How Organic Farmers are ‘Gaining Ground’

From Civil Eats, September 29, 2017.

A new documentary chronicles the efforts of wheat farmers and urban gardeners as they shift to sustainable farming.

“I’ve never been comfortable growing lawns and golf courses when there’s a worldwide food shortage,” says Willow Coberly at the beginning of the new documentary “Gaining Ground.” Willow is married to Harry Stalford, a grass-seed farmer from Oregon’s Willamette Valley who, at the start of the film, is as conventional as they come. His transformation into a champion of organic wheat, thanks to his wife’s prodding and persistence, is the moral heart of this stirring film.

Farming in and of itself is a risky profession. “Gaining Ground” tells the stories of three farmers—two from rural Oregon and one from Richmond, California—who take additional risks to transition away from conventional, commodity farming to grow organic food. In the case of Doria Robinson, who returned to her hometown of Richmond to work at Urban Tilth, the mere act of growing sustainably farmed food in a food desert is a deeply courageous act. As she says in the film, “This is the front line, and somebody has to hold it.”

Filmmaker Elaine Velazquez and her wife, the producer and radio documentarian Barbara Bernstein, took five years to shoot and edit the film, which turned out to be a good thing. Just as they were about to wrap the shoot, two issues that had been looming in the background of their farmers’ lives—and their documentary—came front and center: The Chevron refinery in Richmond exploded and genetically modified wheat was found in an Oregon field.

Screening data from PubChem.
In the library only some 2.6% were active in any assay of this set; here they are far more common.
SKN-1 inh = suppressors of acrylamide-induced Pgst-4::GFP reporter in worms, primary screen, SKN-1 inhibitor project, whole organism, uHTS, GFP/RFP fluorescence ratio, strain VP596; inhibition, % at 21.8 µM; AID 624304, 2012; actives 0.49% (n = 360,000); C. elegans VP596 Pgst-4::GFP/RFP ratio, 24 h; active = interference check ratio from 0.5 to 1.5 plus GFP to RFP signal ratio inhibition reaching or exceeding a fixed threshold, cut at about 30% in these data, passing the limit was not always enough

The couple has been showing the film at events around Oregon and at film festivals across the country; it will have its Bay Area theatrical debut this weekend at the Food & Farm Film Festival in San Francisco. (The film will be shown on October 1 at 4 p.m.) Civil Eats spoke to Velazquez and Bernstein about the importance of forging rural-urban connections in the age of Trump, Richmond’s long tradition of farming, and why the next generation sees a future in organic farming.

Read the full article and watch the trailer.